An Associated Press story last week sparked pandemonium on the Web.
The piece identified a disturbing new trend in the workplace: Employers asking for job candidates’ Facebook passwords. Commenters decried the practice. Facebook urged employers against it, and federal lawmakers asked the Justice Department to step in.
But there’s little evidence to suggest the practice is widespread, according to the lead writer of the AP story, Manuel Valdes.
The piece begins with an anecdotal lead about a statistician who withdrew his application for a job after the employer requested his passwords. The story also cites a handful of incidents in which government agencies—primarily in law enforcement and corrections—asked for job applicants’ passwords.
Media outlets rushed to publish follow-up stories, each headline more breathless than the next until they started declaring: “Employers want your Facebook password.” (PR Daily was guilty of this breathless reporting.)
At the Hartford Courant, reporter Matthew Kauffman questioned the reaction to the story. According to Kauffman, who interviewed Valdes, the reporters never indicated the practice was pandemic.
Valdes told Kauffman that he had noticed several people on the social media site Reddit posting pictures of job applications that ask for login information. So, Valdes asked Reddit users about the practice.
The request generated more than 1,700 comments, although the vast majority was merely commenting on the practice. Among the few directly on point, about 10 posters said they had been asked to provide access to their Facebook accounts when applying for jobs as police officers or correction officers. Fewer still said private companies had made similar requests, and Valdes typically asked them to email him. But it appears that few if any of those claims ultimately made it into the AP’s report.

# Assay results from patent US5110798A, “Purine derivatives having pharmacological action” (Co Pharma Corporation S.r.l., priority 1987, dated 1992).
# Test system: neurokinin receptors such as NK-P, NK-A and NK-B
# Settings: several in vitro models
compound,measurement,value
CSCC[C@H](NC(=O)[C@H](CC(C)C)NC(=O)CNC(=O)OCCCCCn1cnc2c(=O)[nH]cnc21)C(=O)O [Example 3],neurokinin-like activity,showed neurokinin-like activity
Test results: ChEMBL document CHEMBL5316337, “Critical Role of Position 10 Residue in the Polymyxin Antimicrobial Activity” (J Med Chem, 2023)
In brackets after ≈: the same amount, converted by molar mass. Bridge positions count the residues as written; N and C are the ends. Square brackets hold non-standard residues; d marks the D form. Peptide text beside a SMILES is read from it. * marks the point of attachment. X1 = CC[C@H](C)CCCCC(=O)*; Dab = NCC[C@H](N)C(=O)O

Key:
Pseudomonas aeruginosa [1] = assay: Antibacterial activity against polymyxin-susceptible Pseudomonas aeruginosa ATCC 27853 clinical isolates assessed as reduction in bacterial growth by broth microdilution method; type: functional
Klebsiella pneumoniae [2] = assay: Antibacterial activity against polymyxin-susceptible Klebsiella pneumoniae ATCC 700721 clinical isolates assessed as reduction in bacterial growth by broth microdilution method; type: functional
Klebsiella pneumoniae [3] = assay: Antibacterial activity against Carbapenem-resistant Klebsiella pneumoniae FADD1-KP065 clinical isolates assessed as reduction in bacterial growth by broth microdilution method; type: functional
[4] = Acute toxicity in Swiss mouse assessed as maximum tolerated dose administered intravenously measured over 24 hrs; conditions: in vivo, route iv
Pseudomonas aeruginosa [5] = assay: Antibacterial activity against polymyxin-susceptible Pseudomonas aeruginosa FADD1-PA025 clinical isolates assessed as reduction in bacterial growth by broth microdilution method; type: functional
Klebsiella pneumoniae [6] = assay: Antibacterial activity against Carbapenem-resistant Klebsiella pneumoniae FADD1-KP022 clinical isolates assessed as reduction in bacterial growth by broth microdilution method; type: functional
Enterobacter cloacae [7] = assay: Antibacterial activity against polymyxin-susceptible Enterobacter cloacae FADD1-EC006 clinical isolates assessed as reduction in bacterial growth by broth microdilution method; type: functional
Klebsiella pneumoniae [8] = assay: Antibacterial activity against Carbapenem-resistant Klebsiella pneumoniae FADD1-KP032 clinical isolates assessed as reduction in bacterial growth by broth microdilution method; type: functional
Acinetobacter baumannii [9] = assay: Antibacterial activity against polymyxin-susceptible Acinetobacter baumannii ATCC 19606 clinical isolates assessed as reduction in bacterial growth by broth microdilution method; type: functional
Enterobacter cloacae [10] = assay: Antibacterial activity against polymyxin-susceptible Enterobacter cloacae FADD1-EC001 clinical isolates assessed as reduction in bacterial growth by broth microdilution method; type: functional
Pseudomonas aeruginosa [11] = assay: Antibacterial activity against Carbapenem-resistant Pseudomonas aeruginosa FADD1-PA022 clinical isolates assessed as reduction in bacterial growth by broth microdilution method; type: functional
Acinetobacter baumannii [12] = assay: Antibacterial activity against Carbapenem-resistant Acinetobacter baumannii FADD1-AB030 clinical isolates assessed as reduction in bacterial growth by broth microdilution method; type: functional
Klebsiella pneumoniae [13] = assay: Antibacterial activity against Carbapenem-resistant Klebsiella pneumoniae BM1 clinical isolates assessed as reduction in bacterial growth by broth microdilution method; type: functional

Valdes said he gets the feeling that more private employers are doing it, “but it doesn’t seem to be widespread.”
Beyond the examples of government agencies—particularly law enforcement officers and 9/11 dispatchers—”there is little to suggest that typical employers are bearing down on applicants to open up their Facebook pages,” Kauffman wrote.
He continued: “But as Valdes’ report ricocheted around the Web, his anecdote morphed into a trend, and the trend became a growing trend, and overnight, an Internet/media monster was born.”
Shel Israel noticed the monster. In a blog post on Forbes, he called it the great non-issue, pointing out that all of the incidents cited by the AP and others are more than a year old and, as Kauffman noted, mostly involve government jobs.
“These incidents should never have happened, but there is just no evidence that the practice is spreading,” Israel said.
The bottom line: Don’t worry about it.
“Of all the online issues I think you should worry about, my advice is to lose no sleep on this one,” he added. “If such a practice is being tried, it is not widespread and it is unlikely that it will become widespread based on available information.”
However, the AP story also noted other tactics employers are using, such as asking applicants to friend HR people or log on to their Facebook page on a company computer. These practices appear to be more widespread and, if they’re illegal, should have the attention of lawmakers.